Elizabeth Warren’s crusade against rich people is even worse than we thought. According to Richard Rubin of the Wall Street Journal, some millionaires and billionaires would experience tax rates of over 100 percent on investments under Warren’s proposals.
Potential tax rates over 100% could result from the combination of tax increases the Massachusetts senator proposes for the very top tier of investors. She wants to return the top income-tax rate to 39.6% from 37%, impose a new 14.8% tax for Social Security, add an annual tax of up to 6% on accumulated wealth and require rich investors to pay capital-gains taxes at the same rates as other income even if they don’t sell their assets.
Consider a billionaire with a $1,000 investment who earns a 6% return, or $60, received as a capital gain, dividend or interest. If all of Ms. Warren’s taxes are implemented, he could owe 58.2% of that, or $35 in federal tax. Plus, his entire investment would incur a 6% wealth tax, i.e., at least $60. The result: taxes as high as $95 on income of $60 for a combined tax rate of 158%.
The rate would vary according to the investor’s circumstances, any state taxes, the profitability of his investments and as-yet-unspecified policy details, but tax rates of over 100% on investment income would be typical, especially for billionaires.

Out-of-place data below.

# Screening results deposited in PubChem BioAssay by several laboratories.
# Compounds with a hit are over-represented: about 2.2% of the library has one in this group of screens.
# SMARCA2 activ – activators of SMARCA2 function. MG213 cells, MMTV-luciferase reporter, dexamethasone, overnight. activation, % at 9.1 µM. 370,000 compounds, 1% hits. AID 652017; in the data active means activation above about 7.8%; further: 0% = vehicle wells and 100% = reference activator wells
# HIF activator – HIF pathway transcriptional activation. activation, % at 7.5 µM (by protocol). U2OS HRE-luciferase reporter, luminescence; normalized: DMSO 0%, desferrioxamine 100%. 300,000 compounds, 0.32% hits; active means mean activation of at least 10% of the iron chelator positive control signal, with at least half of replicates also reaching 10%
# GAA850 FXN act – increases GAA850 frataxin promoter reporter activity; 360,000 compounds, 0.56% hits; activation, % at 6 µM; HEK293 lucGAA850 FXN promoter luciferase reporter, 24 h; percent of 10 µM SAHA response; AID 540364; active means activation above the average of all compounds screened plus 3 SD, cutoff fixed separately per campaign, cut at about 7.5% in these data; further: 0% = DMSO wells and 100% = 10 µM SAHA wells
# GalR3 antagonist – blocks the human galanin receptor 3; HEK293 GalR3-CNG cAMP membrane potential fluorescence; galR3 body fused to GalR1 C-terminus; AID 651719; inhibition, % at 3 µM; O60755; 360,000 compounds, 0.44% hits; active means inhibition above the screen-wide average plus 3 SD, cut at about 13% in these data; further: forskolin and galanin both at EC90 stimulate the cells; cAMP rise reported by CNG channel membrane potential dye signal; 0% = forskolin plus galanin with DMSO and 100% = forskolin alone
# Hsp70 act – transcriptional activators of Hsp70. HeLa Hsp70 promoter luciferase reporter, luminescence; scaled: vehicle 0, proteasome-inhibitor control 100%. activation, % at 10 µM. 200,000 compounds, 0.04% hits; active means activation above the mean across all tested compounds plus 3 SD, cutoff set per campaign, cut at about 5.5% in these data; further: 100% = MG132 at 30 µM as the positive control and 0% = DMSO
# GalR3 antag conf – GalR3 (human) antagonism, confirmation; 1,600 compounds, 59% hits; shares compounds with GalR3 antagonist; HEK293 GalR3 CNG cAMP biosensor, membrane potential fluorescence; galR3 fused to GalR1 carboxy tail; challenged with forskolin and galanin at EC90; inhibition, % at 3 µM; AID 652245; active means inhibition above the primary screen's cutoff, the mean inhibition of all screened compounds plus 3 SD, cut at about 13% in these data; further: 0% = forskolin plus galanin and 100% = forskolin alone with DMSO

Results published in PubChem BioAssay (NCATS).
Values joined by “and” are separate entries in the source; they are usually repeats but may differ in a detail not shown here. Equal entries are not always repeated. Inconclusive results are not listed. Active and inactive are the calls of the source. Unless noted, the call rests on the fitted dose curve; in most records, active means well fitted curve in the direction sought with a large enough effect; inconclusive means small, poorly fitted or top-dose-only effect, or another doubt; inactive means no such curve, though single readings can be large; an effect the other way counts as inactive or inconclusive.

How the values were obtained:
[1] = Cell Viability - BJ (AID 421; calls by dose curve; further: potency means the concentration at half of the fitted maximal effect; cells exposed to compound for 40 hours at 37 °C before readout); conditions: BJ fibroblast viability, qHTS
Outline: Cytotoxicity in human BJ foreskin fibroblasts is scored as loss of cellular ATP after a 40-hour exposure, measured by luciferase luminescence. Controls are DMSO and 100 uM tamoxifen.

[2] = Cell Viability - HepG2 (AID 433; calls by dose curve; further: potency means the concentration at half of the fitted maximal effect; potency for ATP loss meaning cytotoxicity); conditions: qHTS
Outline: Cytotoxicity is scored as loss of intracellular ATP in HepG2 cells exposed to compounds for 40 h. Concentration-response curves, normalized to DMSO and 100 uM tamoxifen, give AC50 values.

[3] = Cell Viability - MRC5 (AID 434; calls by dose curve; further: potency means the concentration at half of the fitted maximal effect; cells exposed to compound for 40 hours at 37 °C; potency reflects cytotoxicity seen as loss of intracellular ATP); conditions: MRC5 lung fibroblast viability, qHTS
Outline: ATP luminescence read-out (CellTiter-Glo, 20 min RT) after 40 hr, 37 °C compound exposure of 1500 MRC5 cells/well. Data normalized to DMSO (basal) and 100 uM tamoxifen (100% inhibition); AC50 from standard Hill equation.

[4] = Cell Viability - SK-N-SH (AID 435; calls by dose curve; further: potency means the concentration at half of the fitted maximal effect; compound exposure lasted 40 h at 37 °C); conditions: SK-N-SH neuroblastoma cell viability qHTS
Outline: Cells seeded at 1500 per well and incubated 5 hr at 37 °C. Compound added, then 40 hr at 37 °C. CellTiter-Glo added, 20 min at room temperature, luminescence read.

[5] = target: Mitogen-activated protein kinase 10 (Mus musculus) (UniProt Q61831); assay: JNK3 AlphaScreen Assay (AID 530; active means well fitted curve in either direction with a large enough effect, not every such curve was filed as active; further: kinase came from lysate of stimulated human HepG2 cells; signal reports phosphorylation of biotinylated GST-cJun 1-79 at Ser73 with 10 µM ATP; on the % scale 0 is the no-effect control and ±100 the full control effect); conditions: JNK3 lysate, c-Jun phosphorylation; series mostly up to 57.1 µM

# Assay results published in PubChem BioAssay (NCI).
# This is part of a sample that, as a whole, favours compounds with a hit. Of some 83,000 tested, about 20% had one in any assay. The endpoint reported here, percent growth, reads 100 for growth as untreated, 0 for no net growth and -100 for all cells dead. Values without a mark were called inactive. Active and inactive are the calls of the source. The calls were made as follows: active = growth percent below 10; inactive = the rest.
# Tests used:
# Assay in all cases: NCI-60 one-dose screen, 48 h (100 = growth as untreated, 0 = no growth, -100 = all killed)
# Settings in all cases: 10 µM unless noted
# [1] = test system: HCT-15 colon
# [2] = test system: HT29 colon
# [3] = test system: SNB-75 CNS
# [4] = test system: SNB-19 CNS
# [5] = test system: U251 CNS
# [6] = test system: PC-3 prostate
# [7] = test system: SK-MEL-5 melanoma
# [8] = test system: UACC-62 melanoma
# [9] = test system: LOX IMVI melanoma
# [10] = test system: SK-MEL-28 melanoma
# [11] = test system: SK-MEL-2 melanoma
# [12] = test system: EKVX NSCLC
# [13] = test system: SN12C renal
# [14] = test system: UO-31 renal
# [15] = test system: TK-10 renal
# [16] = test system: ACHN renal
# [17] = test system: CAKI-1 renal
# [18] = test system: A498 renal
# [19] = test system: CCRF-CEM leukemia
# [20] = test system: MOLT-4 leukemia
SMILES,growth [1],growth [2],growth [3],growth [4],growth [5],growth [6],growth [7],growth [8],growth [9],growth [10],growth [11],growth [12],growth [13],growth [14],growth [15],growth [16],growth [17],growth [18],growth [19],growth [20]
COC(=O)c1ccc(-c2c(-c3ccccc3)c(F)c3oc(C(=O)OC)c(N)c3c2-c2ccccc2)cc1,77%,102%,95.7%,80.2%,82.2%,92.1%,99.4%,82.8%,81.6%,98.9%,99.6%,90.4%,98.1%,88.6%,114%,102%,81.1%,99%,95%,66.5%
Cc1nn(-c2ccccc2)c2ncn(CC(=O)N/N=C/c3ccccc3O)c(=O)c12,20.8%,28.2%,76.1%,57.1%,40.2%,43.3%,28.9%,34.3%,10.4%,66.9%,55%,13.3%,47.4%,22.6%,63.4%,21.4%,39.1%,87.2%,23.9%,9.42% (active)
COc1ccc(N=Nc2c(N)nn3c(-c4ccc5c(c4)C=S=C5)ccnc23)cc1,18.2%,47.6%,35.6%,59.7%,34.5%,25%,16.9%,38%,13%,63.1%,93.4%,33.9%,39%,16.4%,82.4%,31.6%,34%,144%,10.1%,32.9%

Warren has promised free healthcare, childcare, housing, and education, amongst other things, and has promised to do so without raising taxes on the middle class. Her plan to pay for Medicare for All without raising taxes on the middle class can’t even be done, and that’s just one proposal. Warren’s plans to pay for all of her proposals are clearly more radical than she wants us to believe. “Under current law, investors without dividends can add their annual gains to their fortunes and pay little or no income tax,” Rubin explains. “After Ms. Warren’s one-two punch, some billionaires who generate pretax returns could pay annual taxes that would leave them with less money than they started with.”
“That isn’t an unintended consequence,” Rubin added. “For progressive-tax advocates, breaking up concentrated wealth is a goal.”